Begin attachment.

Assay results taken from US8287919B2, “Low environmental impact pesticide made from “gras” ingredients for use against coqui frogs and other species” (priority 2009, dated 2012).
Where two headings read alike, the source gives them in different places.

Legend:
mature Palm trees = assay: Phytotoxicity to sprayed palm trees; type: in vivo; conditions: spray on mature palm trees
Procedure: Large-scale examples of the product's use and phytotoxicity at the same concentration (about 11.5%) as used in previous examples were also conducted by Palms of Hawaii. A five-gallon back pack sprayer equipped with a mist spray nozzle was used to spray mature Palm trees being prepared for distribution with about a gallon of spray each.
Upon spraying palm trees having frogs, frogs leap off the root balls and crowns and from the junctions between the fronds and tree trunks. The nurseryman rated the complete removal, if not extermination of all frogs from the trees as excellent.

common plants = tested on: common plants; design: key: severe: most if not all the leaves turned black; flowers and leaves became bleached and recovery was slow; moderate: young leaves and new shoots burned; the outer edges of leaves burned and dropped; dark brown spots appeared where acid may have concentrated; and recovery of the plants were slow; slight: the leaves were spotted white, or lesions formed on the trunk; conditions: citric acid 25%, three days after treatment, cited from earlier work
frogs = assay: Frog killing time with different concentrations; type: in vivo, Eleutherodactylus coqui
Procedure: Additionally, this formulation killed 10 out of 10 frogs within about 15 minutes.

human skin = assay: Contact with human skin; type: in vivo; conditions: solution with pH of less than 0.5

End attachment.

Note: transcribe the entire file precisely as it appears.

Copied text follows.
Assay results taken from US8287919B2, “Low environmental impact pesticide made from “gras” ingredients for use against coqui frogs and other species” (priority 2009, dated 2012).
Where two headings read alike, the source gives them in different places.

Legend:
mature Palm trees = assay: Phytotoxicity to sprayed palm trees; type: in vivo; conditions: spray on mature palm trees
Procedure: Large-scale examples of the product's use and phytotoxicity at the same concentration (about 11.5%) as used in previous examples were also conducted by Palms of Hawaii. A five-gallon back pack sprayer equipped with a mist spray nozzle was used to spray mature Palm trees being prepared for distribution with about a gallon of spray each.
Upon spraying palm trees having frogs, frogs leap off the root balls and crowns and from the junctions between the fronds and tree trunks. The nurseryman rated the complete removal, if not extermination of all frogs from the trees as excellent.

common plants = tested on: common plants; design: key: severe: most if not all the leaves turned black; flowers and leaves became bleached and recovery was slow; moderate: young leaves and new shoots burned; the outer edges of leaves burned and dropped; dark brown spots appeared where acid may have concentrated; and recovery of the plants were slow; slight: the leaves were spotted white, or lesions formed on the trunk; conditions: citric acid 25%, three days after treatment, cited from earlier work
frogs = assay: Frog killing time with different concentrations; type: in vivo, Eleutherodactylus coqui
Procedure: Additionally, this formulation killed 10 out of 10 frogs within about 15 minutes.

human skin = assay: Contact with human skin; type: in vivo; conditions: solution with pH of less than 0.5